Cruel and wasteful
Millions of tonnes of fish are being harvested from the wild every year to produce fishmeal and fish oil to feed fish (including salmon) reared in underwater factory farms. This hugely increases the pressure on already depleted wild fish stocks. These wild fish die without any form of humane slaughter, so the welfare costs of this feed is also massive.
“It can take hundreds of wild forage fish to produce just one farmed salmon,” said our Head of Fish Policy, Dr. Krzysztof Wojtas. “Not only is this clearly wasteful – it’s incredibly cruel as well.”
“Salmon suffer when confined in vast numbers, with nothing to do but swim listlessly in circles. And yet, tens of billions of small fish die in inhumane ways on huge industrial fishing vessels, in order to fuel the salmon kept in these underwater factory farms.”
Worrying expansion plans
The Scottish salmon industry plans to more than double in size over the next decade.
Based on current projections, Feedback estimates that to fuel this growth, the industry will need to source an additional 310,000 tonnes of wild fish per year to make into salmon feed.
While some fisheries sourcing wild fish for salmon feed are certified by the Marine Stewardship Council, many are not, or rely on schemes that certify fishmeal and fish oil manufacturers, rather than the source fisheries themselves.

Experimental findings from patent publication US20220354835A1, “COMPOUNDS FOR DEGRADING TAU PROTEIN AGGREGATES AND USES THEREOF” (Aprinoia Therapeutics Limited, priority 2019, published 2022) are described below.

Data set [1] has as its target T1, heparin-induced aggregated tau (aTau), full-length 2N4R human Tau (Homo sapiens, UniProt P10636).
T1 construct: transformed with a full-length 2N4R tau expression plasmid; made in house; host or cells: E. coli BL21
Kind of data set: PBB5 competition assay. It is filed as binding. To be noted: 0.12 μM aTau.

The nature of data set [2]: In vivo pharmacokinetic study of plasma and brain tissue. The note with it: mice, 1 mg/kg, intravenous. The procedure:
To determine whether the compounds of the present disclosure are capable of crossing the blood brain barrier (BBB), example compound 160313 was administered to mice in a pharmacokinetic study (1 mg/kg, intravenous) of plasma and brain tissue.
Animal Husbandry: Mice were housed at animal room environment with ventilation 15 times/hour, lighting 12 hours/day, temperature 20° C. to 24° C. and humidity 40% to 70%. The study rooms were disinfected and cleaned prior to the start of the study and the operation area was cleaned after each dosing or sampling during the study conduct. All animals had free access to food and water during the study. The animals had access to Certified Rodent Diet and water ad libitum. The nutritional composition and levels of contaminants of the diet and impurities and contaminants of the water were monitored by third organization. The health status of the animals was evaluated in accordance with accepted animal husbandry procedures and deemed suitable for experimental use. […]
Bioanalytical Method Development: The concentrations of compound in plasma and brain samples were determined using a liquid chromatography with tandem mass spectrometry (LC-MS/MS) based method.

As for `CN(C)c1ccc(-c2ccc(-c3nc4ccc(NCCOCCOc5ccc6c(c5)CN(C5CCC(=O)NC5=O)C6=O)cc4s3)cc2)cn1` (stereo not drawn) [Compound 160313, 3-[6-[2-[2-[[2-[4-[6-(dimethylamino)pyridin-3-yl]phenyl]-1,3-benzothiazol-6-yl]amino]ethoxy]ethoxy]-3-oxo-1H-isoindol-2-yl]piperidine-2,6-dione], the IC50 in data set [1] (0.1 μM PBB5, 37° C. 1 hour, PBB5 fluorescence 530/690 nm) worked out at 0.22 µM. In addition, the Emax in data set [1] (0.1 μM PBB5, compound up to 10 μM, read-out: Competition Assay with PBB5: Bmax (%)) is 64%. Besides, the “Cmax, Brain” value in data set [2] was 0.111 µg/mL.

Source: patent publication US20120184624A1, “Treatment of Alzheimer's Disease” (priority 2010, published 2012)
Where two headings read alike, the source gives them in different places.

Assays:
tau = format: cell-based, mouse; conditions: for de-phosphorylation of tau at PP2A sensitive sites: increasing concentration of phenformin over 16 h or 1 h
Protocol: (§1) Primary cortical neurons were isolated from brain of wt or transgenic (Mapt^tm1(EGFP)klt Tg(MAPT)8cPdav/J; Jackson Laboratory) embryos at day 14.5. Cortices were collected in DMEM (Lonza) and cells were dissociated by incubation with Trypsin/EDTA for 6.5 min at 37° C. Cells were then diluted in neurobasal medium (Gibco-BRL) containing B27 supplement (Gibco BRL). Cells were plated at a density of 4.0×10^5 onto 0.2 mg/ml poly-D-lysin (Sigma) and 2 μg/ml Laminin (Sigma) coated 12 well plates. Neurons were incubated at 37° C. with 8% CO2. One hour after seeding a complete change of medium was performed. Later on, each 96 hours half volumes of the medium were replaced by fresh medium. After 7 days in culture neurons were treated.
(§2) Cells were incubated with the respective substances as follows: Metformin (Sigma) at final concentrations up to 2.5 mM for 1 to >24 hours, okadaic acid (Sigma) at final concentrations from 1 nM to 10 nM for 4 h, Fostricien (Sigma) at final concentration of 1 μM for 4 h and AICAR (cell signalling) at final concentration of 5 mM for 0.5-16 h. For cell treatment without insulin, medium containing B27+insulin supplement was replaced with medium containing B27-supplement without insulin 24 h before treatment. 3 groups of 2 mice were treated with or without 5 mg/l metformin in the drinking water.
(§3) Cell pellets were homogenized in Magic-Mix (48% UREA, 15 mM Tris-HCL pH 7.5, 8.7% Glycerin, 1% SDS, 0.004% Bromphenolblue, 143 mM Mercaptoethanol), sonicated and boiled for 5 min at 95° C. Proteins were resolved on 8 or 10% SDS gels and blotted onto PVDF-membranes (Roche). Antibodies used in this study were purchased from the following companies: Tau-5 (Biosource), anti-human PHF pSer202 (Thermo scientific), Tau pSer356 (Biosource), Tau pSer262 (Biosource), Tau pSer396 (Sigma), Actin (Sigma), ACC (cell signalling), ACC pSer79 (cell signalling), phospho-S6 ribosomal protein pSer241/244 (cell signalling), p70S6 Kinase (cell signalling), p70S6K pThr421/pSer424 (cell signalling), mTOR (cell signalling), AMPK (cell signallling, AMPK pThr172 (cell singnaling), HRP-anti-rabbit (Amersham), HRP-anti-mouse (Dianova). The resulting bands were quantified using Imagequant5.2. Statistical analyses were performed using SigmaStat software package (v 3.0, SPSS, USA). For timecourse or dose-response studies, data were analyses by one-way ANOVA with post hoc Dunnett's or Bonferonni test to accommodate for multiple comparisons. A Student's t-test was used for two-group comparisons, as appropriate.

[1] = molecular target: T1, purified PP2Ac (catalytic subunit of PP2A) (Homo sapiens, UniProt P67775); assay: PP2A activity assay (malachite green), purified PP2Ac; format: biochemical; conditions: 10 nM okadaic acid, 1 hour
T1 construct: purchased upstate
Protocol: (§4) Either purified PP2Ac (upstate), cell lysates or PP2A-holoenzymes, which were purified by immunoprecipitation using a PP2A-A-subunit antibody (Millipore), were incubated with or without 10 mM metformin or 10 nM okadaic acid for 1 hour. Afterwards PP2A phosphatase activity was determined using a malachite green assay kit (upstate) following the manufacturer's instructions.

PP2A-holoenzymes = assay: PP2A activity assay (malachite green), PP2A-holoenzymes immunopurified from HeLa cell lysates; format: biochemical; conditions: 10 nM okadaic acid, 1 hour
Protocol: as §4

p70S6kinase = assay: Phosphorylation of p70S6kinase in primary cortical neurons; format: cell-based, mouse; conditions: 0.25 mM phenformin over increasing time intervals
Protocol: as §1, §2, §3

Krzysztof continued: “It is deeply worrying that the industry expansion has not been stopped in its tracks, considering the huge environmental and welfare concerns. Transparent information about the industry feed supply should be an absolute obligation of this industry.”
We can’t have our fish and eat it
Dr Karen Luyckx, Head of Research at Feedback, added: “The simple reality is that we cannot have our fish and eat it – feeding limited stocks of wild fish to farmed salmon is neither an efficient nor sustainable way to produce protein.
“The Scottish salmon industry may like to sell itself as producing healthy and responsible food in a uniquely Scottish wild environment, but with the companies largely Norwegian-owned and the feed coming from all over the globe, the most Scottish part of the industry is the waters these farms pollute and the landscapes they blight.”
We are supporting Feedback’s call for the Scottish salmon industry to publish full and transparent information about its feed supply chain, including where it is sourcing wild fish, what types of fish it uses, and what proportion of its marine ingredients come from by-catch or trimmings from human edible fish.
You can find out more information about the impacts of using wild-caught fish to feed farmed fish, here.